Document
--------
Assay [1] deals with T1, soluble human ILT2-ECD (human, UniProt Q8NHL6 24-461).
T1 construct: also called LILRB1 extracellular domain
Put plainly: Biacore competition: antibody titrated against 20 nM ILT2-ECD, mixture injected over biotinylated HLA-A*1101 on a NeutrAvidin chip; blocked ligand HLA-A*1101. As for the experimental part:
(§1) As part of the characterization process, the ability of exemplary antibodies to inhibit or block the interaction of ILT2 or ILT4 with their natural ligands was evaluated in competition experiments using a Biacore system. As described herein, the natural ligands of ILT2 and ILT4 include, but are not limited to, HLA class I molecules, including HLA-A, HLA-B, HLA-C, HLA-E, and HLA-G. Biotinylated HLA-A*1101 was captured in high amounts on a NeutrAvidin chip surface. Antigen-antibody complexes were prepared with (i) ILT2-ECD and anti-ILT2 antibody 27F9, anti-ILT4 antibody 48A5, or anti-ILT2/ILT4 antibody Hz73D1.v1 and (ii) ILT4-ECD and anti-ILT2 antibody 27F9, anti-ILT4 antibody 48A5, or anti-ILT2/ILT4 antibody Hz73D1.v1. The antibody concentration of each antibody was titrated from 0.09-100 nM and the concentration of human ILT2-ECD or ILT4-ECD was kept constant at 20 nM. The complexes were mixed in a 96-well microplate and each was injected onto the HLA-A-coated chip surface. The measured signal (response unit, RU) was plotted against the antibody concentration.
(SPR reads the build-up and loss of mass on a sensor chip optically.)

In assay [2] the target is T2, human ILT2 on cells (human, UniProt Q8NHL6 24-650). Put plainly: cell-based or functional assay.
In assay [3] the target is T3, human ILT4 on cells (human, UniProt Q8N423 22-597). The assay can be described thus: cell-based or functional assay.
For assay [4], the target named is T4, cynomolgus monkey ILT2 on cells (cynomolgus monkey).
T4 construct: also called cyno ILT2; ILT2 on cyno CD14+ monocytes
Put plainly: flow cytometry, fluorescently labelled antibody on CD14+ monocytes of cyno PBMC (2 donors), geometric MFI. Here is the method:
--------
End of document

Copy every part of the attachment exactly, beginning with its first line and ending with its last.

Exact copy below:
Assay [1] deals with T1, soluble human ILT2-ECD (human, UniProt Q8NHL6 24-461).
T1 construct: also called LILRB1 extracellular domain
Put plainly: Biacore competition: antibody titrated against 20 nM ILT2-ECD, mixture injected over biotinylated HLA-A*1101 on a NeutrAvidin chip; blocked ligand HLA-A*1101. As for the experimental part:
(§1) As part of the characterization process, the ability of exemplary antibodies to inhibit or block the interaction of ILT2 or ILT4 with their natural ligands was evaluated in competition experiments using a Biacore system. As described herein, the natural ligands of ILT2 and ILT4 include, but are not limited to, HLA class I molecules, including HLA-A, HLA-B, HLA-C, HLA-E, and HLA-G. Biotinylated HLA-A*1101 was captured in high amounts on a NeutrAvidin chip surface. Antigen-antibody complexes were prepared with (i) ILT2-ECD and anti-ILT2 antibody 27F9, anti-ILT4 antibody 48A5, or anti-ILT2/ILT4 antibody Hz73D1.v1 and (ii) ILT4-ECD and anti-ILT2 antibody 27F9, anti-ILT4 antibody 48A5, or anti-ILT2/ILT4 antibody Hz73D1.v1. The antibody concentration of each antibody was titrated from 0.09-100 nM and the concentration of human ILT2-ECD or ILT4-ECD was kept constant at 20 nM. The complexes were mixed in a 96-well microplate and each was injected onto the HLA-A-coated chip surface. The measured signal (response unit, RU) was plotted against the antibody concentration.
(SPR reads the build-up and loss of mass on a sensor chip optically.)

In assay [2] the target is T2, human ILT2 on cells (human, UniProt Q8NHL6 24-650). Put plainly: cell-based or functional assay.
In assay [3] the target is T3, human ILT4 on cells (human, UniProt Q8N423 22-597). The assay can be described thus: cell-based or functional assay.
For assay [4], the target named is T4, cynomolgus monkey ILT2 on cells (cynomolgus monkey).
T4 construct: also called cyno ILT2; ILT2 on cyno CD14+ monocytes
Put plainly: flow cytometry, fluorescently labelled antibody on CD14+ monocytes of cyno PBMC (2 donors), geometric MFI. Here is the method: